Presenter: Peter B. Orlik, Central Michigan University
N235 Business Meeting
Chair: Ken Fischer, Southern Illinois University, Carbondale
N236 Paper Competition
Moderator: Maria Williams Hawkins
First Place, Open: "News Agency Dominance in International News on the Internet."
Second Place, Open: Zhuojun Chen, University of Northern Iowa. "The Transition of Chinese Mass Media From Propaganda to Popular Culture: An Exploration of Cultural Studies in Chinese Mass Communication Research."
First Place, Debut: Liquing Lena Zhang, "Are They Still Listening?: Reconceptualizing the Chinese Audience of the Voice of America in the Cyber Era."
Second Place, Debut: Rick Rockwell, American University, "Vestiges of Authoritarianism: Monopoly Broadcasting in Central America."
N237 Business Meeting
N238 Actors and Cameras: A Marriage Made In…?
PAC, CCA, NEWS
The film and television industry has on a tremendous need for qualified young performers to work on small budget projects that are perfect experience builders for both actors and directors. Unfortunately, the academic structure at many universities is not overly supportive of interdepartmental offerings that provide experience to both disciplines. This panel will demonstrate how educators from media and theater departments have collaborated with industry professionals to create “Acting for Camera” programs at both the University and State levels. Panelists will share their experiences in: a) developing a joint curriculum that addresses the technical and aesthetics needs of both departments-- including the scheduling of facilities and creation of appropriate activities; b) explain the benefits of collaborating with an accomplished TV/Film professional; c) present a frank discussion of university politics and offer suggestions on how resources and FTE can be shared; d) offer an administrative perspective on the challenges and benefits of offering such programs.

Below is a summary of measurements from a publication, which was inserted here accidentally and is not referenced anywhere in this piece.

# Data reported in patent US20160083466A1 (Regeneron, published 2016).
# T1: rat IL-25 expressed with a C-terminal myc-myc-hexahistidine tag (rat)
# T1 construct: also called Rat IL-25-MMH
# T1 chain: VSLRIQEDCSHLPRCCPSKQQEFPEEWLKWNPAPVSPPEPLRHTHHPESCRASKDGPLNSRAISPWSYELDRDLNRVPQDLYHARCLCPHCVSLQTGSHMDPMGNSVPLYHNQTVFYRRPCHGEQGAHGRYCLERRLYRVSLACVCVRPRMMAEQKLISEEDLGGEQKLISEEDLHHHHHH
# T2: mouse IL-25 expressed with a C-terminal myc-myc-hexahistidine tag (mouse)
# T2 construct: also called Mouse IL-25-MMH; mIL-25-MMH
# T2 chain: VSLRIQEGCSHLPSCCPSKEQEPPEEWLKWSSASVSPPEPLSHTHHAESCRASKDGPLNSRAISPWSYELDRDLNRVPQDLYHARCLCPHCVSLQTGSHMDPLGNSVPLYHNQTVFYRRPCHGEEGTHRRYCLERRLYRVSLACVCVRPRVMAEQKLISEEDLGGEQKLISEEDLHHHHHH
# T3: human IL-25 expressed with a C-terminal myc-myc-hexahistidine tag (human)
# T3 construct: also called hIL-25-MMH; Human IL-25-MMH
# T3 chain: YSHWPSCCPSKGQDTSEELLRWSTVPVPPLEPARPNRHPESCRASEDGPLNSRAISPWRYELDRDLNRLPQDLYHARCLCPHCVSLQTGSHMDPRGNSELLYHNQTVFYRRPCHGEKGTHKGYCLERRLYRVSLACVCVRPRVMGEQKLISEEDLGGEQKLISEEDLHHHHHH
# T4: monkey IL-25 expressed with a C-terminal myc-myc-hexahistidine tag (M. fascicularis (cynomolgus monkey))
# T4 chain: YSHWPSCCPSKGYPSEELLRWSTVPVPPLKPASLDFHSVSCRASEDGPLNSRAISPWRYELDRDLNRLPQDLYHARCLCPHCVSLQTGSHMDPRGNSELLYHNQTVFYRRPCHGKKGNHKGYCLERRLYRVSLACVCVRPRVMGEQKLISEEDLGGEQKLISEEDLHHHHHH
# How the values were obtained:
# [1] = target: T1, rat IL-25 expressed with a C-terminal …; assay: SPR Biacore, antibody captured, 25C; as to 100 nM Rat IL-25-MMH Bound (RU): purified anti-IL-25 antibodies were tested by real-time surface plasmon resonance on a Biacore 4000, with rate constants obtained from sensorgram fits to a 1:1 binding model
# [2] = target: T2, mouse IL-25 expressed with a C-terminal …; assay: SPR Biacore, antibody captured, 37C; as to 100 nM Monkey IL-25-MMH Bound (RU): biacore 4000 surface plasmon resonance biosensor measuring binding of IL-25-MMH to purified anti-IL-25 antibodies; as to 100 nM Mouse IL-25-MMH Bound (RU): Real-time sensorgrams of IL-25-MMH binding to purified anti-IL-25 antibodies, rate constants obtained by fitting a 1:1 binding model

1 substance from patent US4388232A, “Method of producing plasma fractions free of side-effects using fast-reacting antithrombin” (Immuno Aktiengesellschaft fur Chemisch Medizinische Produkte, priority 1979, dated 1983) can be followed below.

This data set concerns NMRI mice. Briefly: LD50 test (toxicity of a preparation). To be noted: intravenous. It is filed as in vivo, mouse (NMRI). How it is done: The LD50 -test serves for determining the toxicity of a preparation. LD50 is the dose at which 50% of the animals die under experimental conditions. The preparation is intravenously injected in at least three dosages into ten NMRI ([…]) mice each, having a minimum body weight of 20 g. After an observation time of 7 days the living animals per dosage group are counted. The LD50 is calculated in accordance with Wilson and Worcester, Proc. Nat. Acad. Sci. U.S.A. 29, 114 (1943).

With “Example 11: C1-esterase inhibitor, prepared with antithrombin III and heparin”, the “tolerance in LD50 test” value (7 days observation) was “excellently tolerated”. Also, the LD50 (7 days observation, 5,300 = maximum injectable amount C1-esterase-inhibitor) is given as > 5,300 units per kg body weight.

Moderator: Don Priest, California State University Fresno
Panelists: Don Priest, California State University Fresno,
Logistics and Language.”
Thomas Ellis, California State University Fresno,
“Teaching Acting for the Camera in a Traditional
Howard Ritter, Freelance Director, “The Professional Director’s Role in Addressing the Needs of Both Disciplines.”
James Spalding, Director, CSU Summer Arts,
“The Administrative View.”
N239 HDTV & The Vanity Arts: Are Educators and Professionals Prepared?